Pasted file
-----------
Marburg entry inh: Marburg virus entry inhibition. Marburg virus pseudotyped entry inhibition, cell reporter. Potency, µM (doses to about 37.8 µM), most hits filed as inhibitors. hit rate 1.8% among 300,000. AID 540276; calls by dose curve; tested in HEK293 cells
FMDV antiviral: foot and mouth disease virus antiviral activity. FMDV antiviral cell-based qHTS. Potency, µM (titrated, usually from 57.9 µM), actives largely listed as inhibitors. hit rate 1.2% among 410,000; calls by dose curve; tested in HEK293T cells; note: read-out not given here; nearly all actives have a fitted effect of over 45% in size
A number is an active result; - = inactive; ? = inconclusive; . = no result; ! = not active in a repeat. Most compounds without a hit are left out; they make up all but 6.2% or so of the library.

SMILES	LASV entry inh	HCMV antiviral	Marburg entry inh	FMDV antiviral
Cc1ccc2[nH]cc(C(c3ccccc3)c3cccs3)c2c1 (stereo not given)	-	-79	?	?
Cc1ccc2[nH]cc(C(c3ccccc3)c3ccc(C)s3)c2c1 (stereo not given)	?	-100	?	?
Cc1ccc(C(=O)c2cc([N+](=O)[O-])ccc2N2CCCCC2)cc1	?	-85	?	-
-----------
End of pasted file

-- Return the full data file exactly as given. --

Marburg entry inh: Marburg virus entry inhibition. Marburg virus pseudotyped entry inhibition, cell reporter. Potency, µM (doses to about 37.8 µM), most hits filed as inhibitors. hit rate 1.8% among 300,000. AID 540276; calls by dose curve; tested in HEK293 cells
FMDV antiviral: foot and mouth disease virus antiviral activity. FMDV antiviral cell-based qHTS. Potency, µM (titrated, usually from 57.9 µM), actives largely listed as inhibitors. hit rate 1.2% among 410,000; calls by dose curve; tested in HEK293T cells; note: read-out not given here; nearly all actives have a fitted effect of over 45% in size
A number is an active result; - = inactive; ? = inconclusive; . = no result; ! = not active in a repeat. Most compounds without a hit are left out; they make up all but 6.2% or so of the library.

SMILES	LASV entry inh	HCMV antiviral	Marburg entry inh	FMDV antiviral
Cc1ccc2[nH]cc(C(c3ccccc3)c3cccs3)c2c1 (stereo not given)	-	-79	?	?
Cc1ccc2[nH]cc(C(c3ccccc3)c3ccc(C)s3)c2c1 (stereo not given)	?	-100	?	?
Cc1ccc(C(=O)c2cc([N+](=O)[O-])ccc2N2CCCCC2)cc1	?	-85	?	-